# Integration is like preparing dinner

Getting the mix of integration ingredients right

In celebration of International Women’s Day (8th March 2013), I think a reference to computing pioneer Admiral Grace Hopper is in order. I believe she said that programming was like planning a dinner; that’s a neat way of mapping the act of programming into something everyday. After all, as a programmer, most of the time you aren’t inventing new algorithms1 you’re just joining up existing third party libraries and API’s in a different way; making a new recipe out of the same ingredients.

Integration is much the same.

Let’s have dinner party; words that strike fear into all people of a certain age. I’m sure I’m not alone in thinking that I would never be that type of person; we don’t have dinner parties we have get-togethers with friends, a BBQ that extends into the evening, an intimate supper if you prefer. It’s really all the same thing though, you have some people coming around and you have to make it work.

Making it work is the most important thing you need to do. You need to prepare for the integration; do this by getting as much example data as you can, build a test system you can integrate to. The first time I cook a new recipe, I follow it to the letter, exact measurements and everything (sadly, I haven’t found a formal weight for a pinch of).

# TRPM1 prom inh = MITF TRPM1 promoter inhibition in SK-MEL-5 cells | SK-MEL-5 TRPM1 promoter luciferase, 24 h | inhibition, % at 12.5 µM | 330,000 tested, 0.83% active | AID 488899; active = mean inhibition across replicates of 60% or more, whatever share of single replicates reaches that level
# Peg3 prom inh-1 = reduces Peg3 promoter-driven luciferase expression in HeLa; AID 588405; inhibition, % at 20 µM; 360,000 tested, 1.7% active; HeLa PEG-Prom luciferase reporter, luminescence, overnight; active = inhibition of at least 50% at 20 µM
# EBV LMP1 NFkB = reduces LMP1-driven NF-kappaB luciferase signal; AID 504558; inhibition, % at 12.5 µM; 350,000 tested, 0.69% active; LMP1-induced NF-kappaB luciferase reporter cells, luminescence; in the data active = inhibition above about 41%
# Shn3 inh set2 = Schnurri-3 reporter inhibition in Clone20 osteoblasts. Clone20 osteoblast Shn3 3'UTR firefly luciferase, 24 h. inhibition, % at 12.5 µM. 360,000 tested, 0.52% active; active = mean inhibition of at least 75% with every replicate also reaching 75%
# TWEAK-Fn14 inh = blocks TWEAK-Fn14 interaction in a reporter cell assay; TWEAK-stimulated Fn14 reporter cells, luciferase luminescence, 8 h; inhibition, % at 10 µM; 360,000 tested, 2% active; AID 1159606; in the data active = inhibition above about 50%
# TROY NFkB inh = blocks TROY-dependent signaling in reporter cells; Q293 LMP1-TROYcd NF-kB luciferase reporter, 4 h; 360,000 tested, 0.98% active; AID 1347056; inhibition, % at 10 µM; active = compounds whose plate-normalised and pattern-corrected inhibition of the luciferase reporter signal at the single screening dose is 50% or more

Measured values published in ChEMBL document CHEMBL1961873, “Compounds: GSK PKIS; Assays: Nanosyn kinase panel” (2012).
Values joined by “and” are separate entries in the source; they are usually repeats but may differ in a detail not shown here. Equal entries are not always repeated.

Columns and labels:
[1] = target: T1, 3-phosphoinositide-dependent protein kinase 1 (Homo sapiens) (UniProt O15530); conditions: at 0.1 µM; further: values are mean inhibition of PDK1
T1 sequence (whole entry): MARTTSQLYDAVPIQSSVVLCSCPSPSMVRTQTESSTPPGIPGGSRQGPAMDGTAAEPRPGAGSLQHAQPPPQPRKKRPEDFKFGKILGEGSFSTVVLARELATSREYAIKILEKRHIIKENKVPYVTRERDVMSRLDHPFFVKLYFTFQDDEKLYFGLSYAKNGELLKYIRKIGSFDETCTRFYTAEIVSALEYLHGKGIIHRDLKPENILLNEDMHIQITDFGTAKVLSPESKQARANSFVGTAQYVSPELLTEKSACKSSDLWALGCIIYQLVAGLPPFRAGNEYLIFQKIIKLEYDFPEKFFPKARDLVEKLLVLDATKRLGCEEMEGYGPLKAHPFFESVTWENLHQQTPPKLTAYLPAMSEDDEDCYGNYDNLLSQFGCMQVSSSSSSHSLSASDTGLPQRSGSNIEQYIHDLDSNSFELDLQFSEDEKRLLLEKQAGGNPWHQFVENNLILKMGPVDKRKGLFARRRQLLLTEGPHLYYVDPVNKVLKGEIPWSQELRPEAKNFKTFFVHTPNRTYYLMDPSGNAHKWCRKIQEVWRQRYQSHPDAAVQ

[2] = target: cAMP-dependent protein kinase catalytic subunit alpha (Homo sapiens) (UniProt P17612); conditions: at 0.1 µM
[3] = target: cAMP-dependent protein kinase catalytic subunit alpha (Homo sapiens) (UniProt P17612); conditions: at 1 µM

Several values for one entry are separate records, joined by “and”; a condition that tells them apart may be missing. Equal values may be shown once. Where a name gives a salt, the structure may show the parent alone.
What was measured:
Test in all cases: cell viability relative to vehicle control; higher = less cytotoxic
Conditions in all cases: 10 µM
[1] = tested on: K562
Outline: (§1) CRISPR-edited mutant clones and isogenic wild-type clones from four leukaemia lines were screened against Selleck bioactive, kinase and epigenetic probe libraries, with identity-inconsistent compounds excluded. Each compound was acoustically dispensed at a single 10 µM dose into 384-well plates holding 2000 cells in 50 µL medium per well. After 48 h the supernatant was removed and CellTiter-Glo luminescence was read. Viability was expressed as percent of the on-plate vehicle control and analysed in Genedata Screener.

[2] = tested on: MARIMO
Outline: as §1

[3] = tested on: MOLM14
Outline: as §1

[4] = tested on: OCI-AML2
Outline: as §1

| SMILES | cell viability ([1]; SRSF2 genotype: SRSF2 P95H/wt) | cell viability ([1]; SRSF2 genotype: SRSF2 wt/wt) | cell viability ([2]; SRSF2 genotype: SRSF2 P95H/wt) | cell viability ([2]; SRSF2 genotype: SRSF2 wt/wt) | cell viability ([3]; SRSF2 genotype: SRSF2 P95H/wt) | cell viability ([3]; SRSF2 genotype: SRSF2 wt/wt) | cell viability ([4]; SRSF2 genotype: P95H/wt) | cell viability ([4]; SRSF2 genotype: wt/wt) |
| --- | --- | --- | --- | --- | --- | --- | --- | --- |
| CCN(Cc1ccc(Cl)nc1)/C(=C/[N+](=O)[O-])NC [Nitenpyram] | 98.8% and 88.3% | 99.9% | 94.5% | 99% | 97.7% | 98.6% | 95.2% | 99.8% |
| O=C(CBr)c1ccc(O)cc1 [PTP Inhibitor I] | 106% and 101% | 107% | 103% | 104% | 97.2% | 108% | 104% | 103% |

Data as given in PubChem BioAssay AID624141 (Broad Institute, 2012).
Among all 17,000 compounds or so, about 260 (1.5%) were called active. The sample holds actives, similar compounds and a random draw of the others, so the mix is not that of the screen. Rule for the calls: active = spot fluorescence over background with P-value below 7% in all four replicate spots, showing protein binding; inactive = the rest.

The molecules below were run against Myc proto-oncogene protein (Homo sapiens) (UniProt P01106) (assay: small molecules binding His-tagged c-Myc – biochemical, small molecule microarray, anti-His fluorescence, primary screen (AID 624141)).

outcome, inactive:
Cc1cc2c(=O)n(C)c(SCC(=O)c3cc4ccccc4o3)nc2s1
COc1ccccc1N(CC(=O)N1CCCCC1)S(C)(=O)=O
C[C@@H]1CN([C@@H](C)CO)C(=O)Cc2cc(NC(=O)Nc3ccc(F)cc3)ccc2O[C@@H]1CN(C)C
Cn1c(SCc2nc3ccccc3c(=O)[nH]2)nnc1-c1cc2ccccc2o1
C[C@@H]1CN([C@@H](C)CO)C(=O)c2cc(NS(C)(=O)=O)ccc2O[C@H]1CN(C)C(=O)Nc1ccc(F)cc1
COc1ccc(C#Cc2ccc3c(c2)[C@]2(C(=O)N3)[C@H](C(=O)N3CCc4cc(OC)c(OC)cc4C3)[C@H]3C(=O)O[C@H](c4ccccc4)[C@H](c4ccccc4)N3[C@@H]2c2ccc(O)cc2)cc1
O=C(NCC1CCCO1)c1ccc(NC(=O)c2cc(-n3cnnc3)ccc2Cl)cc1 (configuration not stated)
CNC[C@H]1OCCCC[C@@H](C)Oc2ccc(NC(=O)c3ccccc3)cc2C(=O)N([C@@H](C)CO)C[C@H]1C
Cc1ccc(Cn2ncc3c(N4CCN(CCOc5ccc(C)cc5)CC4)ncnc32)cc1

Get feedback in much same way that you’d get feedback on a new recipe; execute it first in a low impact environment where feedback is going to constructive rather than negative or confrontational; for some this will mean trying it out on your family first.

Make it look good; no-one wants to eat a meal that looks unappetising. Make sure that the integration is slick. You might not have had the time to handle all the edge cases that are going to be thrown at you, but you need to make it look as though those edge cases will be easy to handle without significant re-work on your part.

The choice of ingredients that you use in your integration is going to be critical. A product that isn’t extensible without resorting to the provider’s consultants isn’t going to be the right choice for integration. Choose something lightweight so that it doesn’t slow you down; choose something flexible enough so that you can tidy up the edge cases without six months’ worth of effort. I cook virtually everything in a wok; not because I don’t have other pans, but because it’s something that’s good enough to cook anything in (I actually have multiple woks, so perhaps that analogy isn’t quite right).

Everything that we do is geared around providing you a framework to get things done.

1. To paraphrase Bill Gates, anyone who’s understood all of of Knuth can always get a job. ↩︎

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